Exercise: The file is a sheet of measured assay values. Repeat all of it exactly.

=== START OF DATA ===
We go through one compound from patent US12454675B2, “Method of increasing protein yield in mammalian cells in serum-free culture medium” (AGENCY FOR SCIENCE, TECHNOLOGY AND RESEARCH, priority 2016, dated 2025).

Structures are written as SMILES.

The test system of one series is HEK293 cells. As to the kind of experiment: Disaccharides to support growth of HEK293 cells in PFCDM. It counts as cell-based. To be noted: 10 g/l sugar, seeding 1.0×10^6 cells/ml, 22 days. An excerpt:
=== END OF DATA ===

We go through one compound from patent US12454675B2, “Method of increasing protein yield in mammalian cells in serum-free culture medium” (AGENCY FOR SCIENCE, TECHNOLOGY AND RESEARCH, priority 2016, dated 2025).

Structures are written as SMILES.

The test system of one series is HEK293 cells. As to the kind of experiment: Disaccharides to support growth of HEK293 cells in PFCDM. It counts as cell-based. To be noted: 10 g/l sugar, seeding 1.0×10^6 cells/ml, 22 days. An excerpt: